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Please Don't Read This Poem at Your Wedding

Monday, August 15, 2011 7:21 AM Comments (89)

I’m starting to think that it’s required by law that people read Khalil Gibran’s poem On Marriage at their weddings. I recently saw a wedding message board in which almost all of the women planned to include it in their nuptials, and I’ve heard it recited at most of the out-of-church weddings I’ve attended. You can read the whole thing here, but here’s an excerpt:

Love one another, but make not a bond of love:
Let it rather be a moving sea between the shores of your souls.
Fill each other’s cup but drink not from one cup.
Give one another of your bread but eat not from the same loaf
Sing and dance together and be joyous, but let each one of you be alone,
Even as the strings of a lute are alone though they quiver with the same music. [...]

And stand together yet not too near together:
For the pillars of the temple stand apart,
And the oak tree and the cypress grow not in each other’s shadow.

Before I go on, let me say that I’m not knocking weddings at which this poem was read—as someone who walked down the aisle in a dark purple dress in a rented theater, and had a seven-minute ceremony that was overshadowed by a 14-hour reception, I’m the last person to appoint myself as the wedding police. I simply want to get out there something that needs to be said: This poem is very beautiful. But it’s really bad advice. I mean, add a few step-by-step numbers, and it works as an instructional manual:

How to Have a Difficult Marriage

1. Love one another, but make not a bond of love.
2. Fill each other’s cup but drink not from one cup.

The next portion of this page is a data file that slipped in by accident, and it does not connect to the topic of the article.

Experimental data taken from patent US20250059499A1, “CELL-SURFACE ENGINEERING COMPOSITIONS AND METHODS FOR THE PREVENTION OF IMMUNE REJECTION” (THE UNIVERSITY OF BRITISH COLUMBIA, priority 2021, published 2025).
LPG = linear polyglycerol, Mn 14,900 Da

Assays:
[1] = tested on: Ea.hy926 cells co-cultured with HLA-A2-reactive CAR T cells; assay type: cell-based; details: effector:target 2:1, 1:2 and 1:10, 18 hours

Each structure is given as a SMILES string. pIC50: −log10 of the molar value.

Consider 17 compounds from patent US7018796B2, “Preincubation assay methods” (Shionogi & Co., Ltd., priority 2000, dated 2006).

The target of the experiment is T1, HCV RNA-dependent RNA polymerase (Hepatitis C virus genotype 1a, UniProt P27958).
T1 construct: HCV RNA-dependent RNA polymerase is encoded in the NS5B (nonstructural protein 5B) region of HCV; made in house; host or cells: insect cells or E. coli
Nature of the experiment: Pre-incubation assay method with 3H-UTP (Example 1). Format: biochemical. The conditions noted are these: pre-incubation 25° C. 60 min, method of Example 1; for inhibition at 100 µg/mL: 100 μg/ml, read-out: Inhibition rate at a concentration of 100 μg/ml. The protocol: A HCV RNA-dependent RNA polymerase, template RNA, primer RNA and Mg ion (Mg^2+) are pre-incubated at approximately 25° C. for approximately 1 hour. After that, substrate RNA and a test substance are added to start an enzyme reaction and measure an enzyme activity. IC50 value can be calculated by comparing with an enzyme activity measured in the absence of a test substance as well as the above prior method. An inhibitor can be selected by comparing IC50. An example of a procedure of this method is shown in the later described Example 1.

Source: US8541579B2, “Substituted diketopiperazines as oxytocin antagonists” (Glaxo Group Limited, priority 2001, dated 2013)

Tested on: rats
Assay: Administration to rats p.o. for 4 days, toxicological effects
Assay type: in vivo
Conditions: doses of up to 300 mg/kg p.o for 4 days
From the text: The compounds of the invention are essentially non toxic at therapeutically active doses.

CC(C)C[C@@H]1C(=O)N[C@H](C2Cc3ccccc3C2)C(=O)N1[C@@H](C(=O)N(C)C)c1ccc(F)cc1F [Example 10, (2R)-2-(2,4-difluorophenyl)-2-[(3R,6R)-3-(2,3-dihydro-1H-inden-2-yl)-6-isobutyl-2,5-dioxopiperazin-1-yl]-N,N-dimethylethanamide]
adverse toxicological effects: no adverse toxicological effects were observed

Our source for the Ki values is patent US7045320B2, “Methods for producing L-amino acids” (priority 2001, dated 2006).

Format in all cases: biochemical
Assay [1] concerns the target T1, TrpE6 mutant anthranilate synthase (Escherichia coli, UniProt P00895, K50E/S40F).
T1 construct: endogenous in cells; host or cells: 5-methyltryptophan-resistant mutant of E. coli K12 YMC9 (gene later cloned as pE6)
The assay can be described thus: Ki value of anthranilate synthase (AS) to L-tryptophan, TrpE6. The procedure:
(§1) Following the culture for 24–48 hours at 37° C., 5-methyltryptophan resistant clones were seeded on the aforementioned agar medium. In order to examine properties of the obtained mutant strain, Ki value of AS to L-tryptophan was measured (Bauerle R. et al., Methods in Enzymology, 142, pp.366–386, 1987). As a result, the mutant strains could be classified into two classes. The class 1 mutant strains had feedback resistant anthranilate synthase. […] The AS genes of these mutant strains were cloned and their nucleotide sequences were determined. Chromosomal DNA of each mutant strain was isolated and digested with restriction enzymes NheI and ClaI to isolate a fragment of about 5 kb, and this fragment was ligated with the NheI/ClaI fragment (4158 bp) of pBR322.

3. Give one another of your bread but eat not from the same loaf.
4. Stand together yet not too near together.

Though it was published in 1923, it’s an eloquent articulation of our modern culture’s new understand of marriage. In this view, the individual is more important than the family unit. Marriage is seen as a path to self-fulfillment for each spouse, where protecting yourself trumps self-sacrificial love, and personal autonomy trumps all.

I suspect that this poem has grown in popularity in recent decades because it resonates with people who where children in the 70s and 80s, which had some of the highest divorce rates ever. There is a distinct sense of bet-hedging in this poem: Don’t lose yourself. Don’t give too much. Guard yourself and your possessions. Keep a clear boundary between yourself and your spouse. Otherwise you might get hurt.

It reminds me of a heartbreaking article that was out in the Wall Street Journal last month, where Susan Gregory Thomas talked about the tragedy of Generation X divorces. So many of these couples whose marriages ended tried so hard to make it work, since they had come from broken homes themselves. Their approach was reasonable enough: Make sure you marry someone you like, make sure you work well as roommates, and it should be fine. It was the Khalil Gibran ideal: Two people who love each other doing their own thing under the same roof; each person careful not to give too much of him or herself, not too much intermingling of property. I can see how this seems like it would work. But usually it doesn’t.

Though divorce rates among this generation are looking better than in previous decades, I would suggest that it is in spite of this new “lifelong roommates” view of marriage, not because of it. It is a rare couple that makes it to their 25th anniversary with each person worrying about whether he or she is giving too much to the other. It is through marriage that we have the opportunity to experience the joy that comes with self-giving, and the powerful love that is generated when two people care for one another more than they care for themselves. It isn’t easy, but it’s the only option for a healthy, happy marriage that lasts.

So, if you want to have a great marriage, skip On Marriage as a reading at your wedding, and use it as a reverse how-to guide: Stand close together, eat from the same loaf, drink from the same cup, and, with God at the center, make an unbreakable bond of love.

 

Filed under divorce, marriage, secular society, weddings

About Jennifer Fulwiler

Jennifer Fulwiler
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Jennifer Fulwiler is a writer and speaker who converted to Catholicism after a life of atheism. She's a contributor to the books The Church and New Media and Atheist to Catholic: 11 Stories of Conversion, and is writing a book based on her personal blog, ConversionDiary.com. She and her husband live in Austin, TX with their five young children, and were featured in the nationally televised reality show Minor Revisions. You can follow her on Twitter at @conversiondiary.